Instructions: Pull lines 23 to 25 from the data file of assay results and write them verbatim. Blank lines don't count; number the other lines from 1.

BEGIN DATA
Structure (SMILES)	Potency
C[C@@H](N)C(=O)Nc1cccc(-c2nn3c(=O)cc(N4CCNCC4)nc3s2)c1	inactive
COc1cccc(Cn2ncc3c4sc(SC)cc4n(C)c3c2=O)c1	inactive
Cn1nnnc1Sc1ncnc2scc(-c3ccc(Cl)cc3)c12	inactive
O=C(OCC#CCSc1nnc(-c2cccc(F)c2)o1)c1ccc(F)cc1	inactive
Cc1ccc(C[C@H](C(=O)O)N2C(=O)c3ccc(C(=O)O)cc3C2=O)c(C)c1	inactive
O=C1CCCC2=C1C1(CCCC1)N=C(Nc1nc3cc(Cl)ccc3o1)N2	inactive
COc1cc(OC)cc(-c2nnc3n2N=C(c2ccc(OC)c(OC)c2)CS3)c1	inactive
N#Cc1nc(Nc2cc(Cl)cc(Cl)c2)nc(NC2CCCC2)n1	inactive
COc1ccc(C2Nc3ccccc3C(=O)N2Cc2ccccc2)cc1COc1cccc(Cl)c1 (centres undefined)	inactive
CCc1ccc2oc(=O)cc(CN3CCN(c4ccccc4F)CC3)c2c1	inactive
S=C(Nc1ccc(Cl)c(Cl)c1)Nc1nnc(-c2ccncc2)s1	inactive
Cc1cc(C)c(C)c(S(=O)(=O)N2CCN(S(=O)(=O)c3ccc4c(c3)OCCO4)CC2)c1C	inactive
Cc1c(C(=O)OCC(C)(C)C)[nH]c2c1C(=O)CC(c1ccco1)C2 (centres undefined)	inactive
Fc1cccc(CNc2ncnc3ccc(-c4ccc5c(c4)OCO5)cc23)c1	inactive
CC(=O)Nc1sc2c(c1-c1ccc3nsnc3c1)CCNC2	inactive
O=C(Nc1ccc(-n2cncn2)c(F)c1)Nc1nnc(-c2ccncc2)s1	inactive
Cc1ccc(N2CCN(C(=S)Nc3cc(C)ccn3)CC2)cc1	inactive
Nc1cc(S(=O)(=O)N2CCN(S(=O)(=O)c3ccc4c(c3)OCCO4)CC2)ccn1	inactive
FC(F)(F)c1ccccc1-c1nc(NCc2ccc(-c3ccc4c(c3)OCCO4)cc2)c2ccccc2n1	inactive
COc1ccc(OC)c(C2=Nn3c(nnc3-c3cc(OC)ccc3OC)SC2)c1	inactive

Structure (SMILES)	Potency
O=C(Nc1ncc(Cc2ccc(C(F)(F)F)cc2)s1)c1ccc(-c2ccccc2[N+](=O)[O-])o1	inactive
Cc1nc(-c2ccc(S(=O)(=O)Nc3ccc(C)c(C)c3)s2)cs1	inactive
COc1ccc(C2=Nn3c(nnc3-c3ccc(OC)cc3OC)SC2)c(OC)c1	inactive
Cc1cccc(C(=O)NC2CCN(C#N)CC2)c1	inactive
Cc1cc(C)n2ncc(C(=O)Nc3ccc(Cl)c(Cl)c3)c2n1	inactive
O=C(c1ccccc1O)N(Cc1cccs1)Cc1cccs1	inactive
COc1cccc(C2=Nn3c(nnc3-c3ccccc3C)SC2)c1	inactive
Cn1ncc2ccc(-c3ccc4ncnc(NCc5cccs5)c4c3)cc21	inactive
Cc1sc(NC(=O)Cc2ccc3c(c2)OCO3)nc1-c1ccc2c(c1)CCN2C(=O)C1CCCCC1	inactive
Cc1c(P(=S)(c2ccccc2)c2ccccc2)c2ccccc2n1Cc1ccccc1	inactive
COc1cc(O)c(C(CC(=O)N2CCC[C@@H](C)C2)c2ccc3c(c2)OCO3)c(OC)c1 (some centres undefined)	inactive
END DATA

O=C(Nc1ncc(Cc2ccc(C(F)(F)F)cc2)s1)c1ccc(-c2ccccc2[N+](=O)[O-])o1	inactive
Cc1nc(-c2ccc(S(=O)(=O)Nc3ccc(C)c(C)c3)s2)cs1	inactive
COc1ccc(C2=Nn3c(nnc3-c3ccc(OC)cc3OC)SC2)c(OC)c1	inactive